The juice or extracts of dandelion can aid diabetic patients by stimulating insulin production from the pancreas, thus keeping blood sugar levels low. The plant’s diuretic properties help remove excess sugar from the body, while protecting the kidneys from sugar deposits. The juice is slightly bitter tasting which, as all bitter substances do, helps lower sugar blood levels. With consistent lower blood sugar and a more consistent insulin release, there is less danger of spikes and plunges for diabetics.
Again, dandelion’s strong diuretic properties help remove toxic substances from the kidney or urinary tract. The plants disinfectant properties also inhibit microbial growth in the system.
Dandelion sap, also known as dandelion milk, is used in treating skin disease caused by microbial and fungal infections. Be careful using this sap to avoid contact with the eyes, as it is strongly germicidal, insecticidal and fungicidal. The sap can be effective on itches, ringworm, eczema and other skin conditions without risk of side effects or the hormonal imbalances common with pharmaceutical treatments.
As with the liver, dandelion improves general gall bladder function and regulates various secretions from both organs, while protecting against negative effects of oxidants and infections.
High dietary fiber in dandelion and other components are beneficial for digestion and intestinal health. As a mild laxative, it is often prescribed for children who are experiencing constipation and is soothing on the stomach. It is also used to stimulate appetite, especially following trauma or surgery.
Because of its relatively good levels of iron, vitamins and protein, dandelion is effective in helping to normalize anemic conditions.
High blood pressure. Again, the diuretic qualities of dandelion juice provide an effective way to lower blood pressure, which is the same action of most pharmaceuticals for this condition. The high potassium content of dandelion also lowers blood pressure by replacing sodium.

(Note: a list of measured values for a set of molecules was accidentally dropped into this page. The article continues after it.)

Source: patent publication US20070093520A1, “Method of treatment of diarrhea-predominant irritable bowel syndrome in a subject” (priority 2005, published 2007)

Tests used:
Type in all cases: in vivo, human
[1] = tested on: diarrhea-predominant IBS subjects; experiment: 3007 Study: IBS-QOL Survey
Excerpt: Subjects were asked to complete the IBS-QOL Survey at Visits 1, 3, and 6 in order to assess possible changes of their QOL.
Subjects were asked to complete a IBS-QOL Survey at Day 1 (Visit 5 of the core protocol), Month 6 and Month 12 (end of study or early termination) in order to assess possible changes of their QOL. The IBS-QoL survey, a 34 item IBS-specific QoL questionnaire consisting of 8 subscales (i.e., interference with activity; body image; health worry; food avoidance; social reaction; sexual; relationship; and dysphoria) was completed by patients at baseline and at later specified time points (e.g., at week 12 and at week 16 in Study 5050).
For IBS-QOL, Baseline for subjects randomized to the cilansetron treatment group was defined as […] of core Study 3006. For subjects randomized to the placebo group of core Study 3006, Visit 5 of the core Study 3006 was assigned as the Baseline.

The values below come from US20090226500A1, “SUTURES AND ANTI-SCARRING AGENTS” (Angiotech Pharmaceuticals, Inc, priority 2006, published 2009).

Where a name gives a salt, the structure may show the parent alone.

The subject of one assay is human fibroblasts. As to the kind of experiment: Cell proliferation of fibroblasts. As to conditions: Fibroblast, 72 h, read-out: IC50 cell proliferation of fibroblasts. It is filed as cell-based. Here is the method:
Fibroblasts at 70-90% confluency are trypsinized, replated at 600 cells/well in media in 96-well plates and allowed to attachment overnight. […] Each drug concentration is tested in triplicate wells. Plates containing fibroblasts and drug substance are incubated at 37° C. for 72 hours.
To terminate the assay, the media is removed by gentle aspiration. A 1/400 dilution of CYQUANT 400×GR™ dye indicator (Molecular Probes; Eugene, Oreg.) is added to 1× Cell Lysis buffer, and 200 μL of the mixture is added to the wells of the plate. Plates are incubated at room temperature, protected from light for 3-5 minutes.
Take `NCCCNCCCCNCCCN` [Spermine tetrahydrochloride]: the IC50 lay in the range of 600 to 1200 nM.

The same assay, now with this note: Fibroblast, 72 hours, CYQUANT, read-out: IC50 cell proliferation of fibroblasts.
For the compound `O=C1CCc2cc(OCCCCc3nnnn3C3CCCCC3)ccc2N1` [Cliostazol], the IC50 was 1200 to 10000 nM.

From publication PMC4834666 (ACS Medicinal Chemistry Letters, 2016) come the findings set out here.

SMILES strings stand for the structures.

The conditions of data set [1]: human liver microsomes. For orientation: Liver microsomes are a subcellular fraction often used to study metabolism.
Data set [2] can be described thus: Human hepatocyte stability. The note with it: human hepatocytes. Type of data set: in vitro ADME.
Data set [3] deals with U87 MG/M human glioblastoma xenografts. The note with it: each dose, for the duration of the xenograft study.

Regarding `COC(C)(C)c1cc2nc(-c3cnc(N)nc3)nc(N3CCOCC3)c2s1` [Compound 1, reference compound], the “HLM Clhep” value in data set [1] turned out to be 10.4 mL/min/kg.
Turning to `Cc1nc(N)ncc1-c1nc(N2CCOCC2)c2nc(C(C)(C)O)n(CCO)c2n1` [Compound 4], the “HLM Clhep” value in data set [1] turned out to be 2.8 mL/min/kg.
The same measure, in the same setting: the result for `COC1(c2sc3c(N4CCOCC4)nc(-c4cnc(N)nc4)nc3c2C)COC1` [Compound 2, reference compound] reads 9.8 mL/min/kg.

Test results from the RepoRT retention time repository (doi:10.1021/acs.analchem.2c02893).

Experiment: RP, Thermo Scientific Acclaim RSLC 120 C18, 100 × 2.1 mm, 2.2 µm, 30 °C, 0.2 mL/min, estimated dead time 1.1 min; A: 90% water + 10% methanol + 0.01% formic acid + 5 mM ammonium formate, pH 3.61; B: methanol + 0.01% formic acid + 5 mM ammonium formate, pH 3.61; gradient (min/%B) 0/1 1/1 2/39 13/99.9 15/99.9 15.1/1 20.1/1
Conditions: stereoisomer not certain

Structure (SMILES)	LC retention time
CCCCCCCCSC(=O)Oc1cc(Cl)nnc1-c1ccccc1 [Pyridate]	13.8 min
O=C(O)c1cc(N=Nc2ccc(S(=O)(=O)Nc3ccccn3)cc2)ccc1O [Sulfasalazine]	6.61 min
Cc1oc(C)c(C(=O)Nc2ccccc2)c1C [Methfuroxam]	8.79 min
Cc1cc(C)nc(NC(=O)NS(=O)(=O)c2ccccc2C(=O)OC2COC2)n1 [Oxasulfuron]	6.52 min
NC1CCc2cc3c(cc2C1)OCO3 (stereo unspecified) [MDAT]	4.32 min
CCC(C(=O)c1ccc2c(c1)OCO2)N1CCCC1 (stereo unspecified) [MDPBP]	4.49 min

How to take dandelion
There are numerous ways to enjoy the many benefits of unsprayed, preferably organic dandelion. The greens, of course, make an excellent salad or a good recipe substitute for kale or collards. If you’re new to dandelion, start with a little to be sure your body is not overly sensitive or allergic. If you consume the greens regularly, there may be a diuretic effect, so be sure to stay hydrated.
The flowers make a tasty addition to a salad, and can be used to make wine.
The dried leaves of the plant are generally used for tea. The main effect will be diuretic to help reduce swelling or bloating from excess water retained in the tissues. So use medicinally and don’t overdo. The taste is not great, so overdoing shouldn’t be a problem.
Traditionally, the roots have been roasted and made into a powder as a coffee substitute. Though the brew doesn’t taste like real coffee, it has a full-bodied, pleasant flavor and is rich in nutrients. An excellent commercial brand is Dandy Blend.
Dandelion is available in extract form. Take a few drops in water. There are also supplements and, no doubt there will be a lot more as the research on this herb continues to report more positive results.
A bonus benefit of dandelion
In pursuit of the so-called perfect green lawn, many people use weed killer to eliminate dandelions. This is a missed opportunity, as well as harmful to the environment and humans who play on the lawn. The fact is dandelions are extremely beneficial to soil health. Their roots bring nutrients from the deep dirt to the top of the soil. They also attract bees and other beneficial insects, like ladybugs. For those with fruit trees or vines, dandelions release ethylene gas that facilitates the ripening process.
Natures knows what it’s doing. Enjoy your dandelions!
Dandelion – University of Maryland Medical Center
“What are the health benefits of dandelion?” – Global Healing Center
“Dandelion ” A Backyard Herb with Many Benefits” ” Wellnessmama
“The Cancer fighting medicine that’s growing in your yard” – The Truth About Cancer
The Dandelion Root Project for Cancer Therapy – University of Windsor, Ontario, Canada